Blue Dragon’s battles are unfortunately hampered by the fact that they are simply too easy. There are a fairly large number of boss battles in the game, and almost none of them pose any kind of challenge to your characters. In fact, the only challenging opponents in Blue Dragon are the optional boss battles that become available near the end of the game. The battle system has a lot of options to work with, but the fact is that you could probably defeat every single encounter, and most bosses by simply pressing the attack button.

Arguably the best feature in Blue Dragon would be its version of the job system. Anyone who has played Square’s classic Final Fantasy V will be instantly familiar with what’s presented here, because the two systems are virtually identical. Fighting battles garners skill points as well as experience points, and these skill points are used to upgrade your shadow. Your shadow can choose from over a dozen different classes such as warrior, monk, assassin, white mage, black mage, barrier mage, and more. All of these classes have a multitude of unique abilities. Skills you learn from one class can then be transferred to another, allowing for some very in-depth customization. While   Final Fantasy V only allowed the transfer of one skill, in Blue Dragon, your characters can equip up to twelve. While this may sound like a recipe for characters that will end up as identical cut-outs, this does not happen. The rate at which skills are learned is just right, and thus ending up with characters that share all or even many of the same abilities is not an issue.

Fighting with dragons is so badass

Fighting with dragons is so badass

The game’s visuals are extremely impressive. The legendary Akira Toriyama, renowned for his Dragon Quest and Dragonball Z artwork is responsible for the character design, and it’s just as impressive as you’d expect. The characters have a sort of doll-like polished look to them. The world itself is a vast, colorful creation, and it is a joy to explore. Battle animations are lavish, and cutscenes are usually very good. Unfortunately the game has the annoying tendency to slow down during certain battles. This isn’t a large issue, although it does seem like it should be a thing of the past by now.

One of the greatest features of Blue Dragon would have to be its musical score. The infamous composer Nobuo Uematsu composes his first soundtrack since Final Fantasy X, and as always, his tunes do a lot to enhance the game. The compositions tend to be all over the map-from Korean-style heavy metal, to Carribbean-style melodies, to orchestra/choir pieces. Overall, it may not live up to some of his past compositions, but it is very memorable nonetheless.

The voice acting is solid for the most part, although nothing exceptional. Kluke, Jiro and Zola are all quite good, as well as the villain Nene. Shu, unfortunately, has a voice even more annoying than his personality, and Marumaro tends to hurt the ears with his high-pitched shriek of a voice.

Blue Dragon may not do much to innovate the RPG genre, but other than the lackluster plot, it manages to nail down many of the mechanics in an attractive, polished package. It has plenty of battling, exploring, customizing, and even a few interesting story elements that pop up here and there. It’s a decent length, too-probably 40-60 hours depending on how much of the optional material you explore.  Xbox 360 owners that enjoy a good Japanese RPG would be safe in the giving this a try.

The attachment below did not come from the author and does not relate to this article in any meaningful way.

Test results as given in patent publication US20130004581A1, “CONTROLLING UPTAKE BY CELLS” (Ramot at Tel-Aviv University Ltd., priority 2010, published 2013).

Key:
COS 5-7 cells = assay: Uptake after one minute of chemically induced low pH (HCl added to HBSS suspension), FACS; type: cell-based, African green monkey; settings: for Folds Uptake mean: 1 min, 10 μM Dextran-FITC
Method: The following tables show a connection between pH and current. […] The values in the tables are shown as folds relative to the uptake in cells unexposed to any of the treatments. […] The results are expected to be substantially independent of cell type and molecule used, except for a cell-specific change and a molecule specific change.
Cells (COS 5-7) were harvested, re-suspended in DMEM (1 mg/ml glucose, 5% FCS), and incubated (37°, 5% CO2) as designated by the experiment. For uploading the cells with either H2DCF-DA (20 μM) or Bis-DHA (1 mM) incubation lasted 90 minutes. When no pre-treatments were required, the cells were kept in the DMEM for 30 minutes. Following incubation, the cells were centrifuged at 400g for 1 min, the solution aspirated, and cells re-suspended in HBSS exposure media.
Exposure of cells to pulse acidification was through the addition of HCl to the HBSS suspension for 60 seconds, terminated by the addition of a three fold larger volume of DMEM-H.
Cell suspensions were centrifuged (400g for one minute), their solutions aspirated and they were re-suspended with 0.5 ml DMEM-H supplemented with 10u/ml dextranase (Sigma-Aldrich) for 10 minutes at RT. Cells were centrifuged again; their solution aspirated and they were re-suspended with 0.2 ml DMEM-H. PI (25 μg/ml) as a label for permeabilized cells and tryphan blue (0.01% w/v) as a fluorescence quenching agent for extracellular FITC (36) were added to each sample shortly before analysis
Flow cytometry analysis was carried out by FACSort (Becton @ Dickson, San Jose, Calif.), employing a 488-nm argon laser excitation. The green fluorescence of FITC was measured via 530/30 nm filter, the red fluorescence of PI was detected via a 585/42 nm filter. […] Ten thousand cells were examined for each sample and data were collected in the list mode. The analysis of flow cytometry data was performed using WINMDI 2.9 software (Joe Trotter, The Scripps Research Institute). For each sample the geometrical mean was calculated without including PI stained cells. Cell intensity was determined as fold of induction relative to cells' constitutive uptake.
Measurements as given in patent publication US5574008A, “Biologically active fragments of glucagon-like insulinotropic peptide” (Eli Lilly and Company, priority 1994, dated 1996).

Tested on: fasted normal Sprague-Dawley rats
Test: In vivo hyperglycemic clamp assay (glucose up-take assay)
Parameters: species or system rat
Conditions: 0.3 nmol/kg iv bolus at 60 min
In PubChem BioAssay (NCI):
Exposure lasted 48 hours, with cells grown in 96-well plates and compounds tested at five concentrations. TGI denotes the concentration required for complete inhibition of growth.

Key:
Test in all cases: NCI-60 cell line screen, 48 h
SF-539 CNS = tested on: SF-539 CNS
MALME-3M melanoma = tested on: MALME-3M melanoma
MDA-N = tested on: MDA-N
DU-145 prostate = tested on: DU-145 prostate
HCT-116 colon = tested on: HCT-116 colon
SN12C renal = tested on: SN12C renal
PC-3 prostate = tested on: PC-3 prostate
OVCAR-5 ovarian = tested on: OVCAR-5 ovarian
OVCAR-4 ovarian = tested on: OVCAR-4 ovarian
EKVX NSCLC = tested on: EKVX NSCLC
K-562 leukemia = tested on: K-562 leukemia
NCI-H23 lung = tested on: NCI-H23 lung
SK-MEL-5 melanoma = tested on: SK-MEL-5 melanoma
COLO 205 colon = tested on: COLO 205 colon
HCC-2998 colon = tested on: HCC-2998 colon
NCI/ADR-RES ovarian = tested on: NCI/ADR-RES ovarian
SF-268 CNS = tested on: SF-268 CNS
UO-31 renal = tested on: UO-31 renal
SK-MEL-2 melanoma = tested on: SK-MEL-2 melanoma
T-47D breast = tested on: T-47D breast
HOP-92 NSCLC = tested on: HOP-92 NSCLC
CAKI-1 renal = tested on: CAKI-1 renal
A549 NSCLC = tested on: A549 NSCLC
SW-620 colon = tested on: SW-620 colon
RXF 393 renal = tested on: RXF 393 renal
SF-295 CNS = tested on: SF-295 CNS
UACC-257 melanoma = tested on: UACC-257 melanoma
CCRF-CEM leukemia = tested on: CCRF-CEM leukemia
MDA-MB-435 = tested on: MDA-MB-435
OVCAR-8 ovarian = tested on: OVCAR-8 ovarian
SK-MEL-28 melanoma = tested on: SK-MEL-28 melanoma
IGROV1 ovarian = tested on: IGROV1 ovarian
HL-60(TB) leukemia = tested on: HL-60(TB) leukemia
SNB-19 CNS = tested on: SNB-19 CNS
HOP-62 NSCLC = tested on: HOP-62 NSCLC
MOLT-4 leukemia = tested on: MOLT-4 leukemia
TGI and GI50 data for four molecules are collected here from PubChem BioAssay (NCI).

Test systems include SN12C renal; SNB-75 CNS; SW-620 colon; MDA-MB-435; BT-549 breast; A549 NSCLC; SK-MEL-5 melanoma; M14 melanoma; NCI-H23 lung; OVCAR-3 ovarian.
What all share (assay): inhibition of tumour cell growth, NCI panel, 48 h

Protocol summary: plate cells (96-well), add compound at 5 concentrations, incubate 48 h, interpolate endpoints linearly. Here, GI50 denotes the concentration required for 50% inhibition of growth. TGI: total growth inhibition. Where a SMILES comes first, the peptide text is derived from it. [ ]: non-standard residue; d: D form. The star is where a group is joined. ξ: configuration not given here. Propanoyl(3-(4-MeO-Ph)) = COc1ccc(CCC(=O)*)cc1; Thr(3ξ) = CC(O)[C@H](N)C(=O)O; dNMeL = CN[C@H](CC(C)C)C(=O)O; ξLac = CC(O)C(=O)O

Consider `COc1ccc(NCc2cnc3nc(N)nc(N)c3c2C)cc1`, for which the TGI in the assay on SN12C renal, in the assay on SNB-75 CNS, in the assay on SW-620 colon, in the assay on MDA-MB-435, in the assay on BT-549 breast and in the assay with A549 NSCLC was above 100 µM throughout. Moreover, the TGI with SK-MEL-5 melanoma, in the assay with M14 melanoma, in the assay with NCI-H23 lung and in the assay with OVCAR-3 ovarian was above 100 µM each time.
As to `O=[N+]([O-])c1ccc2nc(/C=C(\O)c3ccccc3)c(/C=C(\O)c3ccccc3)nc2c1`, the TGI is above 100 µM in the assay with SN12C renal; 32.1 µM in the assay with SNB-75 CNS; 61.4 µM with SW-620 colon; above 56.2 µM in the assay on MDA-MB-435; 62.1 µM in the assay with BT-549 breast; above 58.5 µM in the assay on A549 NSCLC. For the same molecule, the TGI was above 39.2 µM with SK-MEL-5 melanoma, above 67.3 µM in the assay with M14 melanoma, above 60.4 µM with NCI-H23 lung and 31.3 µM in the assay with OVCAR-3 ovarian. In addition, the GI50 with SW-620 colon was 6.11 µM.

Blue Dragon - 7.5/10

PokéParty Update 01

Monday, March 22nd, 2010

Yes, I’m serious. This is happening. You all get to see who I currently have in my party, and it won’t be the only time. And if you think you have a choice to read this, YOU DON’T!

QuilavaQuilava lvl 22 - As much as I love the Silver entry, it easily has the worst three starting Pokémon. I am not keeping this asshole around until the end. What a boring fire rodent thing. He leaves the moment I get my Ninetails.

RaticateRaticate lvl 22 – This is a bit of an odd one for me. Usually I’d get rid of my Rattata before she evolved, but the classic rats have stuck around for 3 gyms so far. She’s definitely getting the boot before the end, but she’s been useful so far. I seriously don’t expect her to be in the next PokéParty Update, though.

FlaaffyFlaaffy lvl 22 - As you can see, I like to keep my Pokeymans at consistent levels. Flaaffy is a bit of a princess, but once it evolves into Ampharos, these electric sheep are unstoppable. Had them every time I played through Silver, and this time is no exception. This baby’s never leaving my party.

Pidgeotto Pidgeotto lvl 22 – Another staple. I always have a Pidgey or Starly in my team until the Elite Four and sometimes they’re even in my final party. Fast, strong, good against fighting, and pretty badass as well, working toward a Pidgeot is a no-brainer. Expect to see this one in all the updates.

BellsproutBellsprout lvl 12 – This asshole’s only around because I need the HM cut, and I’d rather not teach it to any Pokémon I actually use. Plus, in the beginning, I rarely fill out my 6 slots. I’d rather gather the experience in a team I largely expect to go the distance. Bellsprout is actually pretty good, but excepting Roselia in Platinum, I rarely have any grass on my team.

VulpixVulpix lvl 13 – Yeah, baby! I forgot you could catch these in Silver! I’ve never had one before. I’m not going to use it until I get a firestone and make it a Ninetails, but you can bet that the moment I do, it’s goodbye Quilava and hello Ninetails. Or maybe I’ll just use it now since Ninetails doesn’t learn any moves. We’ll see!

Well, time to play more! I’m loving that you no longer have to hold down “b” to run, and that you can register two key items! Fishing rod and bike easy-access for the win!

Welcome to Ethos Presents: Pokémon Silver Madness Extraordinaire Week!

Sunday, March 21st, 2010

Told you! I love this site, and I’m reviving it. Casting Raise and then Curasa. Wrong series though, I should rather say that I’m taking this site to the Pokémon Centre! It’s never been a secret that I love this stupid series, but I’m not holding back this week. I have Pokémon SoulSilver and I’ve purposefully held back so that I could let it all out if I had the chance. Lazy Riddles has definitely given me that chance. This is my week, and my site. Suck it, Montok!